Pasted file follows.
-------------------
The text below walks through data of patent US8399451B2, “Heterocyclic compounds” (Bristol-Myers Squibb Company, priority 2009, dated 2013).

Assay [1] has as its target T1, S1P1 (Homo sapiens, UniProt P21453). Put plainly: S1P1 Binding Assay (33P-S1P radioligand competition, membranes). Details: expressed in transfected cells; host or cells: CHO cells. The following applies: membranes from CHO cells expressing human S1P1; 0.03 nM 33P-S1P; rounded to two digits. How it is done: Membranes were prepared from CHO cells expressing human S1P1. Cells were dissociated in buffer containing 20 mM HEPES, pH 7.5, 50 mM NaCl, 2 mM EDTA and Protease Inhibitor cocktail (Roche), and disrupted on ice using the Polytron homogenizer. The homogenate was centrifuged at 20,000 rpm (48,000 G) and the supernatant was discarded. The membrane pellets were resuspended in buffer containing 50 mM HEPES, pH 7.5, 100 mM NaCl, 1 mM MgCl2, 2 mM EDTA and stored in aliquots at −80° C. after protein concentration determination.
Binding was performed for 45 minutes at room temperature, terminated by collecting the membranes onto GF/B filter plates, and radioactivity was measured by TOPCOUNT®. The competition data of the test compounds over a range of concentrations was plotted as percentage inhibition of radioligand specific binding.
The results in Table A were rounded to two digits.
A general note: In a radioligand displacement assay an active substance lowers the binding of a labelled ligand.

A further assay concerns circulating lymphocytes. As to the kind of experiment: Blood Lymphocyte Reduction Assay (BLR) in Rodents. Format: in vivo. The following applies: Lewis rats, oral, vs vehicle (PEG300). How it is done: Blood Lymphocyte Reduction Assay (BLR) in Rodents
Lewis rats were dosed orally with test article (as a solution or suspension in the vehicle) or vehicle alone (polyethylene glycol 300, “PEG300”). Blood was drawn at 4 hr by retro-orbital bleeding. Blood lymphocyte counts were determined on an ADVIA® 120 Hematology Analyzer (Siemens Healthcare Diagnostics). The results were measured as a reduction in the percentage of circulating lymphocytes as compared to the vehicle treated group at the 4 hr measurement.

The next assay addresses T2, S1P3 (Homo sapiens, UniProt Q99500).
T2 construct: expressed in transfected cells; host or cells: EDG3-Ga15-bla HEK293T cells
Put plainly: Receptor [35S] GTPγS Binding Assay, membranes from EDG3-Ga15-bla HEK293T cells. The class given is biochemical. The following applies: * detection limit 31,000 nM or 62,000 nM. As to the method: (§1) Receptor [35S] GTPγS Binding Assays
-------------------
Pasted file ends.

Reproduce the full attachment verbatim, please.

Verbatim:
The text below walks through data of patent US8399451B2, “Heterocyclic compounds” (Bristol-Myers Squibb Company, priority 2009, dated 2013).

Assay [1] has as its target T1, S1P1 (Homo sapiens, UniProt P21453). Put plainly: S1P1 Binding Assay (33P-S1P radioligand competition, membranes). Details: expressed in transfected cells; host or cells: CHO cells. The following applies: membranes from CHO cells expressing human S1P1; 0.03 nM 33P-S1P; rounded to two digits. How it is done: Membranes were prepared from CHO cells expressing human S1P1. Cells were dissociated in buffer containing 20 mM HEPES, pH 7.5, 50 mM NaCl, 2 mM EDTA and Protease Inhibitor cocktail (Roche), and disrupted on ice using the Polytron homogenizer. The homogenate was centrifuged at 20,000 rpm (48,000 G) and the supernatant was discarded. The membrane pellets were resuspended in buffer containing 50 mM HEPES, pH 7.5, 100 mM NaCl, 1 mM MgCl2, 2 mM EDTA and stored in aliquots at −80° C. after protein concentration determination.
Binding was performed for 45 minutes at room temperature, terminated by collecting the membranes onto GF/B filter plates, and radioactivity was measured by TOPCOUNT®. The competition data of the test compounds over a range of concentrations was plotted as percentage inhibition of radioligand specific binding.
The results in Table A were rounded to two digits.
A general note: In a radioligand displacement assay an active substance lowers the binding of a labelled ligand.

A further assay concerns circulating lymphocytes. As to the kind of experiment: Blood Lymphocyte Reduction Assay (BLR) in Rodents. Format: in vivo. The following applies: Lewis rats, oral, vs vehicle (PEG300). How it is done: Blood Lymphocyte Reduction Assay (BLR) in Rodents
Lewis rats were dosed orally with test article (as a solution or suspension in the vehicle) or vehicle alone (polyethylene glycol 300, “PEG300”). Blood was drawn at 4 hr by retro-orbital bleeding. Blood lymphocyte counts were determined on an ADVIA® 120 Hematology Analyzer (Siemens Healthcare Diagnostics). The results were measured as a reduction in the percentage of circulating lymphocytes as compared to the vehicle treated group at the 4 hr measurement.

The next assay addresses T2, S1P3 (Homo sapiens, UniProt Q99500).
T2 construct: expressed in transfected cells; host or cells: EDG3-Ga15-bla HEK293T cells
Put plainly: Receptor [35S] GTPγS Binding Assay, membranes from EDG3-Ga15-bla HEK293T cells. The class given is biochemical. The following applies: * detection limit 31,000 nM or 62,000 nM. As to the method: (§1) Receptor [35S] GTPγS Binding Assays